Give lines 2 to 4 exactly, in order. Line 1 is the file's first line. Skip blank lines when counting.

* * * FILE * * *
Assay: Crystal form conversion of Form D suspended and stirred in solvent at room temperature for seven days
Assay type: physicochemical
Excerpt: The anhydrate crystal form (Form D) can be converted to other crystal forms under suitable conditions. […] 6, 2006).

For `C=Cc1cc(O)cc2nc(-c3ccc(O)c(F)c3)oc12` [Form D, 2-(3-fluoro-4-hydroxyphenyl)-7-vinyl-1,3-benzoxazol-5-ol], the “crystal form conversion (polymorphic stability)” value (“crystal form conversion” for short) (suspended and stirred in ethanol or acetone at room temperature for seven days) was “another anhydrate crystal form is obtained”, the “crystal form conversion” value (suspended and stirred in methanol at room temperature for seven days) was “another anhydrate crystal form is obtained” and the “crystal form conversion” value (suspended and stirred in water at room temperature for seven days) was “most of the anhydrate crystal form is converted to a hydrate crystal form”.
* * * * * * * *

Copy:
Assay type: physicochemical
Excerpt: The anhydrate crystal form (Form D) can be converted to other crystal forms under suitable conditions. […] 6, 2006).

For `C=Cc1cc(O)cc2nc(-c3ccc(O)c(F)c3)oc12` [Form D, 2-(3-fluoro-4-hydroxyphenyl)-7-vinyl-1,3-benzoxazol-5-ol], the “crystal form conversion (polymorphic stability)” value (“crystal form conversion” for short) (suspended and stirred in ethanol or acetone at room temperature for seven days) was “another anhydrate crystal form is obtained”, the “crystal form conversion” value (suspended and stirred in methanol at room temperature for seven days) was “another anhydrate crystal form is obtained” and the “crystal form conversion” value (suspended and stirred in water at room temperature for seven days) was “most of the anhydrate crystal form is converted to a hydrate crystal form”.